interview


CEO Gbanga “The player’s experience is affected by the speeds of different network technologies”

Matthias Sala, CEO of gaming app Gbanga will be attending the Broadband World Forum 2012

Matthias Sala, CEO of gaming app Gbanga will be attending the Broadband World Forum 2012

Matthias Sala is the CEO of Gbanga, a location aware gaming experience for smartphones. He will attending the Broadband World Forum 2012 as part of a panel discussing “The Ascendance of the App – Uncovering the Successes and Opportunities for Growth.” We catch up with him to discuss he views on how improved mobile broadband will enhance applications such as Gbanga.

There are some big names in location-based applications right now: FourSquare, Gowalla and Facebook Places. How is yours different from the pack?

Gbanga’s first mission is to entertain the player; it is not about sharing location. Gbanga entertains in everyday life. Gbanga is a game in the first place and location-based as an enriching element for the game experience. It transforms a normal ride to work or school into a fun and intriguing virtual battle for the domain of your real-world.

In Gbanga, you become part of an immersive story; you dive into a world that is entertaining. Players walk even in heavy rain to play the game outside. That sort of engagement is really what we are looking for. The concepts of Foursquare, Gowalla and Facebook Places are information utilities to share location with friends that engage users by rewarding points. This is certainly useful for many practical reasons. But it is not necessarily excitingly fun and entertaining in the traditional sense games should be.

A more concrete metaphor could be that Gbanga is like playing and watching football – extremely fun. Foursquare, Gowalla and Facebook Places are news shows that are well produced and beautifully designed, but are not as entertaining as a football game.

How much more potential is there is the location based services market. What are the monetisation possibilities?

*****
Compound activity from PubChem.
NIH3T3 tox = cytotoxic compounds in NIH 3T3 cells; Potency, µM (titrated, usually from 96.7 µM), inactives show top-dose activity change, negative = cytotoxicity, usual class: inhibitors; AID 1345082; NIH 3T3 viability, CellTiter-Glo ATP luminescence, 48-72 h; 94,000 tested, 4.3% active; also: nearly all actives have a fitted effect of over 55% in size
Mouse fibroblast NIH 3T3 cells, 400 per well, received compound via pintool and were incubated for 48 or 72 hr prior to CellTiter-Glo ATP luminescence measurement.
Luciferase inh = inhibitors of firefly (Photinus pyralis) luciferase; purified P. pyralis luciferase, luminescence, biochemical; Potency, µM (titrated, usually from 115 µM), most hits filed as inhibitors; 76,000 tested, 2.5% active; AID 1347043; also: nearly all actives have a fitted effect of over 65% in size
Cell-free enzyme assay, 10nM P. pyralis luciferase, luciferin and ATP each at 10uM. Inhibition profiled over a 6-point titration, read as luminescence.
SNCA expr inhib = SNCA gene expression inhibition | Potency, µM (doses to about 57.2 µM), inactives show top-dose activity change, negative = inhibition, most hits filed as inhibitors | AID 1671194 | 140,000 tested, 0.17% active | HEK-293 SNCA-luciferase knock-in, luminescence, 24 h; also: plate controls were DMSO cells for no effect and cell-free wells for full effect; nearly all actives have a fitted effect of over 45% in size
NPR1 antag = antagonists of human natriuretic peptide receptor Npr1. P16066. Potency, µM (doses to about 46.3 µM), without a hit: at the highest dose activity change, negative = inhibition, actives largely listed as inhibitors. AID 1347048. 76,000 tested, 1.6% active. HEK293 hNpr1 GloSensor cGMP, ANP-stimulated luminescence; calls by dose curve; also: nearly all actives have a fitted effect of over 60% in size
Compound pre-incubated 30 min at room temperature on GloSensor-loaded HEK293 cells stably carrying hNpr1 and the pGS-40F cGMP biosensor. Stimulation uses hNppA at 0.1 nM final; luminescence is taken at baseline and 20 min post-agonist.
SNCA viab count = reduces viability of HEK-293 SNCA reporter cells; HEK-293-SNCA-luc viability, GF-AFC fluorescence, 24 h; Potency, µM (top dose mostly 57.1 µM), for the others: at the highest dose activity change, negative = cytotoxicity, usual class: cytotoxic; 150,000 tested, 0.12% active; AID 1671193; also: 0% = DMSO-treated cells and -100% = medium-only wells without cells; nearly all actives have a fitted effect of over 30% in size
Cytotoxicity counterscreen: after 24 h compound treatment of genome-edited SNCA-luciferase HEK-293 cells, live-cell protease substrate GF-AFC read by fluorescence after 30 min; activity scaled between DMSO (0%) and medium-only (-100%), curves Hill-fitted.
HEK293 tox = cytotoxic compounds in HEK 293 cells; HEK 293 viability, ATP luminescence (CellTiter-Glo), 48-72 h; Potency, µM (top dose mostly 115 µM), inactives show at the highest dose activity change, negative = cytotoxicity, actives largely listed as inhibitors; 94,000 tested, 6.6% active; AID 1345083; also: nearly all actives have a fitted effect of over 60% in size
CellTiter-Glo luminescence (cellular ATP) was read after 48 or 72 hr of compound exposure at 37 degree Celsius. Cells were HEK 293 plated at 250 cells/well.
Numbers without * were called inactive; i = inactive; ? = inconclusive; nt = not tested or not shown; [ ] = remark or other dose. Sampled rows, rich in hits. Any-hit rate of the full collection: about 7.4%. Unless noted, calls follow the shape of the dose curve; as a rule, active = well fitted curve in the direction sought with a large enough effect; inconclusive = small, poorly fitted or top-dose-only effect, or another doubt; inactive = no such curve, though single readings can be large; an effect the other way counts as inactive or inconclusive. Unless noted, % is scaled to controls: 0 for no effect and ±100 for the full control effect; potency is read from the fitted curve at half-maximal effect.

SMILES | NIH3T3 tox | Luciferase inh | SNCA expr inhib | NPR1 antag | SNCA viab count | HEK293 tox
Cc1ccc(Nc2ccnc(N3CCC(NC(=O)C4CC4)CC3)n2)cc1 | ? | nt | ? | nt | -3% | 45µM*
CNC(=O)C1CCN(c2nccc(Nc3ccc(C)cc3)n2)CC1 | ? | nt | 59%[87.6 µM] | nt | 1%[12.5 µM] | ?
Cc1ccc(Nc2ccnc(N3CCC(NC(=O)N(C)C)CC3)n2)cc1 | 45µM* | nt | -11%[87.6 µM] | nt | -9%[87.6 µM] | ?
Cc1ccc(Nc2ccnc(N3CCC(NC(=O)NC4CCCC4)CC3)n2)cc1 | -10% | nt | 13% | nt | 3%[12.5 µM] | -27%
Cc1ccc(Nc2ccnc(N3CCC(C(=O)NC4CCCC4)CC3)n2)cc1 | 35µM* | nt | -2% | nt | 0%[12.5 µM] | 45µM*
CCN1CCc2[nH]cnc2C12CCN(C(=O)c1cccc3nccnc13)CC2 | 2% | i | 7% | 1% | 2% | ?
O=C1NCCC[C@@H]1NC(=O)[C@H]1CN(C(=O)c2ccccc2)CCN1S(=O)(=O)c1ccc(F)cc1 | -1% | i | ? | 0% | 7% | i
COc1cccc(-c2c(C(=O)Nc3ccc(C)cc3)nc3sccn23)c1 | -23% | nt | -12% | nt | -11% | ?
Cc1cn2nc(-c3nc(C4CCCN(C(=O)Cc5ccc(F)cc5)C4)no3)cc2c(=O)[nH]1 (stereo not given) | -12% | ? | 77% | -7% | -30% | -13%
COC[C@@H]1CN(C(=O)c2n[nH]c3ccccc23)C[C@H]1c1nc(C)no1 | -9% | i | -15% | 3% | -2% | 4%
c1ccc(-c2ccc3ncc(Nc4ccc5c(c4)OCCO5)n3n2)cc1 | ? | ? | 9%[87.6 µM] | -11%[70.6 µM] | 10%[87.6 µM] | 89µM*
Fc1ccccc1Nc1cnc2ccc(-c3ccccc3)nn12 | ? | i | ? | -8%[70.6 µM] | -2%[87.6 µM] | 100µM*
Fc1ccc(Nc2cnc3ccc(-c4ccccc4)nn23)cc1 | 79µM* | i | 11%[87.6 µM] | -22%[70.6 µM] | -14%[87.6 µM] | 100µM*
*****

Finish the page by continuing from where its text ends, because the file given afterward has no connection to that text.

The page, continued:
At Gbanga, we believe that location is only the first step towards a player-centric world where products and services are built around the player. Imagine tailor-made movies and sounds that have been dynamically created to respect your taste and preferences. People are going to like this sort of content more and would be happy to spend money on it. Good content has value!

What is the impact that further broadband growth could have on a service or applications such as Gbanga?

Today, our player’s experience is affected by the speeds of different network technologies. There are many situations where GPRS connections occur and our system needs to fall back to a higher compressed and more efficient data transmission management. The future looks bright with LTE/4G, not only because of the speed, but most prominently because of the low latency. Latency is dramatically important for real-time multi-player games like Gbanga. We have explained the impact of the Long Term Evolution (LTE/4G) in our blog.

What exciting opportunities do you see for Gbanga from the proliferation of smart devices?

We started in the time before smartphones – Gbanga first ran on feature phones with J2ME. What we have seen is that players get more used to mobile apps and to mobile games. Five years ago that was different. People were not aware that phones are computers that can run software applications. So, we are looking forward to a future where all phone owners are used to installing and using apps on their phones. Then more people can play Gbanga and we can entertain more people.

What are the major challenges that you expect to face in the next two years?

I think it is cell phone platform fragmentation. Different operating systems, many different versions and a number of different screen sizes are challenging for efficient development and maintenance of apps. Some sort of solution is mobile HTML5. However, there are performance issues. The browsers need to get faster, the player experience better and the payment channel more appealing to players. At the moment, entering payment details in a mobile website is dodgy.

What are you hoping to get out of your attendance at the Broadband World Forum?

The conference features very interesting talks and attracts some of the most influential individuals in the mobile world.

The Broadband World Forum 2012 is taking place on the 16 – 18 October 2012 at the RAI Exhibition and Convention Centre, Amsterdam, the Netherlands. Click here now to register your interest.


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